Taking Over Dad's Business
When a woman inherits her father's business, does she face unique challenges?
Do women who take over ownership of businesses previously owned and run by their fathers face unique issues? "I was in leadership positions long before becoming CEO, so the employees weren't affected adversely by the change," says Dana Chryst, 46, CEO and owner of The Jay Group, a Ronks, Pennsylvania-based marketing and fulfillment services company with revenue exceeding $30 million. "When I became CEO, it simply sent a message that we are growing and will continue to create career opportunities for our employees."
After graduating from college, Chryst officially joined the company as an employee in 1981, first as an account executive and later in other capacities, including client services, before moving into management. She became president in 1991 and CEO in 2002, when she also purchased controlling interest of the company.
Taking over her father's job wasn't difficult. "We had distinctly different management styles but exactly the same principles," says Chryst. "The business was fortunate to have my dad at a time when it needed the entrepreneurial spirit and intensity he brought. The company now needs my collaborative, team-building style at a time of tremendous growth and complexity."
For Julie Smolyansky, 30, president and CEO of Lifeway Foods Inc., a publicly traded manufacturer of cultured dairy, natural and organic probiotic foods such as kefir, the transition wasn't as easy. In 2002, she took over the Morton Grove, Illinois-based company founded by her father after he died suddenly of a heart attack at age 55.
"I stood at [my father's] funeral and heard people say, 'There's no way this company will survive with a 27-year-old girl in charge,'" recalls Smolyansky. "But I had an intense passion to succeed." Working 18-hour days became the norm for her, but they had an impact on her personal life.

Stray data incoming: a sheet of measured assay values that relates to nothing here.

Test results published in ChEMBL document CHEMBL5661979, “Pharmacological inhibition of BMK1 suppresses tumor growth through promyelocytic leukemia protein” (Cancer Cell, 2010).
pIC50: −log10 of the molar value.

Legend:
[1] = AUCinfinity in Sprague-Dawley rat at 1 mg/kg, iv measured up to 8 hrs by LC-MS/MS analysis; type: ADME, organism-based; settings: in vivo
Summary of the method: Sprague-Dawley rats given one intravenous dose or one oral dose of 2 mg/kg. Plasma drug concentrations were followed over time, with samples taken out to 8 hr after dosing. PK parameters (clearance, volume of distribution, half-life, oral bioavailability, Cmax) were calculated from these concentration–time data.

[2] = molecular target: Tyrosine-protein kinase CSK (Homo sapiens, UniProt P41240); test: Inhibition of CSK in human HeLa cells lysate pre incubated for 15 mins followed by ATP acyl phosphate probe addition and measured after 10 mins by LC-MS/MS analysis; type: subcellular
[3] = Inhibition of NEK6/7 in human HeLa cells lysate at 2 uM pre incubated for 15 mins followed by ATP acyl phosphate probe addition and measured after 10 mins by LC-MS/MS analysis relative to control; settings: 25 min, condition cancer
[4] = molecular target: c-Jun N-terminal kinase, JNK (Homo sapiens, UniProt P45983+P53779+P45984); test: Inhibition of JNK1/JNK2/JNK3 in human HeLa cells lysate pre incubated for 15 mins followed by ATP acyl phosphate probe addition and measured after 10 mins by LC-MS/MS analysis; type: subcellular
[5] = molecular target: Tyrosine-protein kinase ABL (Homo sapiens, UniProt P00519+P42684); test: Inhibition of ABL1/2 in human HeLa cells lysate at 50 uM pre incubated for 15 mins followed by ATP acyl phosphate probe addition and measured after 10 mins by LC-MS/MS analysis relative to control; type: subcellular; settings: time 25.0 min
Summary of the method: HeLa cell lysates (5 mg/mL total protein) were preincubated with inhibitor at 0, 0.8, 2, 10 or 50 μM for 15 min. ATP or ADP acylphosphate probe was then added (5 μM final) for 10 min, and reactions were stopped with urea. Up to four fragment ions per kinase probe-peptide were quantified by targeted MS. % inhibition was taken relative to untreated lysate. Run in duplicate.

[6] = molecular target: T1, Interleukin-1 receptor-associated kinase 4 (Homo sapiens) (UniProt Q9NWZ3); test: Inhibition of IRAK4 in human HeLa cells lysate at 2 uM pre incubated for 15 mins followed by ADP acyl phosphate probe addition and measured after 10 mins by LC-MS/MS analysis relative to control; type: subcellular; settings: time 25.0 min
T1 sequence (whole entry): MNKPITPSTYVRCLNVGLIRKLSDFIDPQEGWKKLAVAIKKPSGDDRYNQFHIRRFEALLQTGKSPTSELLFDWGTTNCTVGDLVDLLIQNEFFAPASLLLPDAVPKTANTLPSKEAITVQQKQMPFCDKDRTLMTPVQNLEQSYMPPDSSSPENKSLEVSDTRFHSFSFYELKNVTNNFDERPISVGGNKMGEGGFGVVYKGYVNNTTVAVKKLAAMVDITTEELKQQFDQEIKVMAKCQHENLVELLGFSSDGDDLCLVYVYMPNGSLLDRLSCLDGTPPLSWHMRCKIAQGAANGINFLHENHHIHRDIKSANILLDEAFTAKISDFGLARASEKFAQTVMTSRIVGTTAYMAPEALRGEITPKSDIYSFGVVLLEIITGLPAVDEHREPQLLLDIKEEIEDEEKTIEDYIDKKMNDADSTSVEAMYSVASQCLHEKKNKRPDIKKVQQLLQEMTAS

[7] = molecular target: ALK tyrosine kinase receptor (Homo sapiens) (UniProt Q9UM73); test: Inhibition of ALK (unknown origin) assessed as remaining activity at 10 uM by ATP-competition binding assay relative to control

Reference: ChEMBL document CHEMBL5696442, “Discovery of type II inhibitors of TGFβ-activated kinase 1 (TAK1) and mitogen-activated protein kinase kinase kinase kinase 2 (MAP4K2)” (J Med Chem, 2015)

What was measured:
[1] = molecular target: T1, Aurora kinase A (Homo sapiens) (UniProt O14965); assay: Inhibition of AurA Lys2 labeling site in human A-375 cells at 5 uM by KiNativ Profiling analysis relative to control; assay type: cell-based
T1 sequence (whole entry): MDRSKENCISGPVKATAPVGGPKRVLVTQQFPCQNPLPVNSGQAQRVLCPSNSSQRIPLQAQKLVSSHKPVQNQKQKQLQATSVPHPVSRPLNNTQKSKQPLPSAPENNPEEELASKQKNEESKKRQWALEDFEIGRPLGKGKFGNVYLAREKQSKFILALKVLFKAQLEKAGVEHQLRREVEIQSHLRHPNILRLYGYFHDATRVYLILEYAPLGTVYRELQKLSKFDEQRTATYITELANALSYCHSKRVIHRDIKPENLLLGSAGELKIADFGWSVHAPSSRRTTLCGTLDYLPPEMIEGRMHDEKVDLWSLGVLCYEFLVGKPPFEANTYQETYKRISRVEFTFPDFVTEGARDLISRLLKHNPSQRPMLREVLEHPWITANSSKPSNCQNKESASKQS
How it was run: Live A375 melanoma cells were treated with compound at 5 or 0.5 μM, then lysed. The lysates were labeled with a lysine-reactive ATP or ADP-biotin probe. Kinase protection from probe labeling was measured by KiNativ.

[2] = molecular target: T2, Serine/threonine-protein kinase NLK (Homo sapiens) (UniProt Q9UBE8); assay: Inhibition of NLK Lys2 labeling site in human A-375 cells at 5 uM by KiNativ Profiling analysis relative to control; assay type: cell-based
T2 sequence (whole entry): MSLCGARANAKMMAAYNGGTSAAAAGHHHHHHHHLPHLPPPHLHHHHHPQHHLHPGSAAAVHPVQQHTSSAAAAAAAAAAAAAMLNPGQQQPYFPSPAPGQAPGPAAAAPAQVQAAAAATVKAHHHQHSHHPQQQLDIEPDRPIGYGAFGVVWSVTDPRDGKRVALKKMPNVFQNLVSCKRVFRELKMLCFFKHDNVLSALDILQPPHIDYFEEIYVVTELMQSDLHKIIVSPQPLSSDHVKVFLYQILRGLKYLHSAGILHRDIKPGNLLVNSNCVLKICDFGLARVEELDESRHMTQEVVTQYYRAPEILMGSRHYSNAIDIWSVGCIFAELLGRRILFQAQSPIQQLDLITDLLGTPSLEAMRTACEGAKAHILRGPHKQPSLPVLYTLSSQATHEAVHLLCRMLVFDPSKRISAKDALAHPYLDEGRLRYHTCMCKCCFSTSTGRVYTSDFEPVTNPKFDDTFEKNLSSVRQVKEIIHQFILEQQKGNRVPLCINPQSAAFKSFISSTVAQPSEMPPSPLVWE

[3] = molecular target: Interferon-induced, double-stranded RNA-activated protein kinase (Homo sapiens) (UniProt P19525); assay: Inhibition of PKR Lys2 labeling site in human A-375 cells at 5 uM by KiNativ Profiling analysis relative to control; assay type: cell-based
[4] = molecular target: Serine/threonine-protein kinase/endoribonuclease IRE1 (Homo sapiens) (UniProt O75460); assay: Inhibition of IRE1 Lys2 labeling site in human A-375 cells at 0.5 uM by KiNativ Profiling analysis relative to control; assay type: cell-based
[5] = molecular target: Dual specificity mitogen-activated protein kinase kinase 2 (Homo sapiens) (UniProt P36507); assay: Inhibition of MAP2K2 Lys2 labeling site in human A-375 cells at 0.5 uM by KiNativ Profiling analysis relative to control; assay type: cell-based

Admits Smolyansky, "When I turned 29, I said to myself, 'There's more to life than the company. If I'm not working 18 hours a day, we'll survive and succeed.'" She adds, "It's a sign of a good leader not to do everything herself."
During Smolyansky's first weeks of taking over the company, one of her father's close advisors told her he didn't feel she was up to the challenge. He said it was OK that she was the interim CEO, but in the long run, she would need a little "gray hair" on the board. "I told him I didn't agree and I'd handle things a little differently," says Smolyansky, who stopped consulting with the individual. "We were under the gun, and I didn't have time to monkey around with people who didn't believe in me. I wasn't going to spend my energy being diplomatic and political."
Under Smolyansky's leadership, Lifeway Foods' revenue has grown to nearly $20 million, and she hasn't had to take any more drastic measures. "A business is almost like a family, sometimes a dysfunctional family," says Smolyansky. "Males tend to react more intensely and are quick to take action in these situations, where I've been more focused on problem-solving and improving communications."
Chryst believes personality type and leadership style, not gender, determine how business owners operate. "Leaders must recognize [that] their businesses will call for a different mix of talents," says Chryst. "They should play to their strengths and surround themselves with those who are strong in other areas."
Aliza Pilar Sherman is an author, freelance writer and speaker specializing in women's issues.
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